See also: https://kyotojournal.org/culture-arts/ma-place-space-void/ 

I cannot speak for anybody else, but for me the idea of strolling through mountainous lands while accompanying a herd of animals, preferably goats, sounds like a great way to pass time. That is, when they follow you, or an acceptable pathway. Goats! Quite the characters.

Over the last years I have had a chance to get closer to the mind of the goat and transhumance as a lifestyle. Not to be confused with transhuman as a concept, even though in my life the underlying ideas converge. 

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One is quite old (transhumance), the other conceived only mid last century (transhuman), the latter suggesting the possibility of new evolutionary beings, resembling a human, but equipped with powers beyond the ordinary. Enhanced intelligence, awareness, and strength, all to be anticipated!. According to the early futurologists, typical signs of transhumans indicate physical aa well as mental augmentation, and include protheses, intense use of telecommunications, a cosmopolitan outlook and a globetrotting lifestyle. Formed during the 1950’s and 60’s, these ideas actually describe our current lives pretty well. Our modern day extensions of our sensory selves come to mind, our phones, a kind of prosthetic to which many of us are almost permanently attached, extending our world into the digital realm. Other sensors and enhancements that enable experience beyond our bodily limits, what else is new.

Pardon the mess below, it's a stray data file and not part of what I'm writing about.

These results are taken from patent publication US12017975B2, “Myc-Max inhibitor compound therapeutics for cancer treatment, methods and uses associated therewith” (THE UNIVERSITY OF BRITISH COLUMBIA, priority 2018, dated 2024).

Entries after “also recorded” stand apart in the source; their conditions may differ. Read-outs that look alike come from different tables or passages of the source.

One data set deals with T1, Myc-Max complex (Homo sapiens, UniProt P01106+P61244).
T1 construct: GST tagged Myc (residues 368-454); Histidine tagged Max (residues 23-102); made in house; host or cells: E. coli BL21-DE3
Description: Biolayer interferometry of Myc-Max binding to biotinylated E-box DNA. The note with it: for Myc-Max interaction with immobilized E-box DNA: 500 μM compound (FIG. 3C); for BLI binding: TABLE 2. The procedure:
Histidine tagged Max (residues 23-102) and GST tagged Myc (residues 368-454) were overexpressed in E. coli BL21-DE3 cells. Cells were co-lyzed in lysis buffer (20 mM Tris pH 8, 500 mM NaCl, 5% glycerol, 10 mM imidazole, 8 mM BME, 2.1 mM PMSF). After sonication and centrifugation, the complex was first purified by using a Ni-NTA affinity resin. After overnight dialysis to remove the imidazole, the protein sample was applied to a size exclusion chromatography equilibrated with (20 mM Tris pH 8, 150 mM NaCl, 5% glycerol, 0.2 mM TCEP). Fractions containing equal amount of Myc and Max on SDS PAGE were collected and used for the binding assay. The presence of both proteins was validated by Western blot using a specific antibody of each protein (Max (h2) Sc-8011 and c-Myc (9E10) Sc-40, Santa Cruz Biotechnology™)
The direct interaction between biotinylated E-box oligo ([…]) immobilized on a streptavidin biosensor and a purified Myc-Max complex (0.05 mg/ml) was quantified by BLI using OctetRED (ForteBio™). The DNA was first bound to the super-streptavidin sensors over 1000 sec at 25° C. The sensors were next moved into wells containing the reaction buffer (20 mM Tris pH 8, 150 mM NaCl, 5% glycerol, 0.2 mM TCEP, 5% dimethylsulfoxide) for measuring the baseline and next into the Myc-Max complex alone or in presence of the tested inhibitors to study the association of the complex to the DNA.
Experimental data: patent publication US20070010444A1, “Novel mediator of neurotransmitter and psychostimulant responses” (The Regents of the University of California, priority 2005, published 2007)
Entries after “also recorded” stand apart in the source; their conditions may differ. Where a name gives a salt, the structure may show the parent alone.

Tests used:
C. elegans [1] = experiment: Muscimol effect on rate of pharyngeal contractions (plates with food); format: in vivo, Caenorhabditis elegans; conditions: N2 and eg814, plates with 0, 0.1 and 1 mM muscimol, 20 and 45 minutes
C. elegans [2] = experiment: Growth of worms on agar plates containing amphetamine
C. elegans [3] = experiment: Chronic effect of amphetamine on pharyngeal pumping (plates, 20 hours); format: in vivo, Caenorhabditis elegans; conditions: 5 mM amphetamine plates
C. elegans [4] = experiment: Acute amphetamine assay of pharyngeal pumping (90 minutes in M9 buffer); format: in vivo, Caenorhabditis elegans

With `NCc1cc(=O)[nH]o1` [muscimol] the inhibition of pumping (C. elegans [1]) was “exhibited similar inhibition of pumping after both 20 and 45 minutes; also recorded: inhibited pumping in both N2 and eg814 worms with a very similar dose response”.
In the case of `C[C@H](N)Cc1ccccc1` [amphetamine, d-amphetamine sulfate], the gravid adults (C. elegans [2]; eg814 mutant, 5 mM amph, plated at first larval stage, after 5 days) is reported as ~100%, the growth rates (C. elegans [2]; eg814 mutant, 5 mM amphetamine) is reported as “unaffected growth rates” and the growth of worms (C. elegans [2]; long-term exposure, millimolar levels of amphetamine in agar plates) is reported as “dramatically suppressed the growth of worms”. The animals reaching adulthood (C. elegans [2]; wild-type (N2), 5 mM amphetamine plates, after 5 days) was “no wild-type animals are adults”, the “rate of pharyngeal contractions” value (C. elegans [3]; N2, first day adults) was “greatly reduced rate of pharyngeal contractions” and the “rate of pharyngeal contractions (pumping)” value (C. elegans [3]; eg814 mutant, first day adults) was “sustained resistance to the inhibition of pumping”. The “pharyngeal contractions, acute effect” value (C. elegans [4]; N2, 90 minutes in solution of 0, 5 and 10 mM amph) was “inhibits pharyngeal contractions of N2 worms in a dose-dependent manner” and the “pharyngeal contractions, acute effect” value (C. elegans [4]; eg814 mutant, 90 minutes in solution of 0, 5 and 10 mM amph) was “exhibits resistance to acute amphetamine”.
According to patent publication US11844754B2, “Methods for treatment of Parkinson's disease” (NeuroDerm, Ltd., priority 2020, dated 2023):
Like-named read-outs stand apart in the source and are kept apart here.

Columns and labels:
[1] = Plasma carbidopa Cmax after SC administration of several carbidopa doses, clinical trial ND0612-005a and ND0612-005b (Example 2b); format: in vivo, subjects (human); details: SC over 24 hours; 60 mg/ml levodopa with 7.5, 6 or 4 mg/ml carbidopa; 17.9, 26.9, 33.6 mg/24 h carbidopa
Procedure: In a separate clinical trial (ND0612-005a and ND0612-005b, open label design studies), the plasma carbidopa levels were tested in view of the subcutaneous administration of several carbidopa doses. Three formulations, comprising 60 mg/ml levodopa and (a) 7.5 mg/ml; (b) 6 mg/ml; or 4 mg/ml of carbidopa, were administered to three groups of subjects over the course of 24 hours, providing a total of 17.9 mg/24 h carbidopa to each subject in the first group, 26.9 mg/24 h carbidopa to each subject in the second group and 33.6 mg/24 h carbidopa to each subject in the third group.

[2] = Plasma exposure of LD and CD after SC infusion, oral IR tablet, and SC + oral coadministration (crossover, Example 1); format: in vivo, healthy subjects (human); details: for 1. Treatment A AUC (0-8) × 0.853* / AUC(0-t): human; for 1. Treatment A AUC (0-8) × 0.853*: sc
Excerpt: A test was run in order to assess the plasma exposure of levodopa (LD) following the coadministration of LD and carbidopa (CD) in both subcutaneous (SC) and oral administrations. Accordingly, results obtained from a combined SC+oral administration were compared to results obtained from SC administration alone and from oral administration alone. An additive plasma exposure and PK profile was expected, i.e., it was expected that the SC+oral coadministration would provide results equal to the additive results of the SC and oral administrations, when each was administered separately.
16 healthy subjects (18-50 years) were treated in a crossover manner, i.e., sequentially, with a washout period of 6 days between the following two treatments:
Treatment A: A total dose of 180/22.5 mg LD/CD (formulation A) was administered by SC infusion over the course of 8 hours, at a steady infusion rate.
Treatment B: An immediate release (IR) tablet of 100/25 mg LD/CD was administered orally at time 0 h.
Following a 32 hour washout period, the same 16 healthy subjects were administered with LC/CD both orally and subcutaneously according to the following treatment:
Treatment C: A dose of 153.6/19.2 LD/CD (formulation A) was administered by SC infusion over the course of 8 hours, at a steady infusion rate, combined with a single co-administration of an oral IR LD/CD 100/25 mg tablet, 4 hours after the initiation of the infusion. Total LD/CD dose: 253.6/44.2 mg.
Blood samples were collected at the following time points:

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Transhumance, on the other hand, does not refer to the human body directly. The word derives from the latin words, trans, across, and humus, ground. It refers to an action, a nomadic, or globetrotting lifestyle. More specifically, people who follow animals into remote locations, where animals can eat, digest, and transform inedibles into something that can be consumed or processed by us into something digestible and nutritious, milk and mutton for instance, but down the line, maybe something else is transformed in unexpected ways.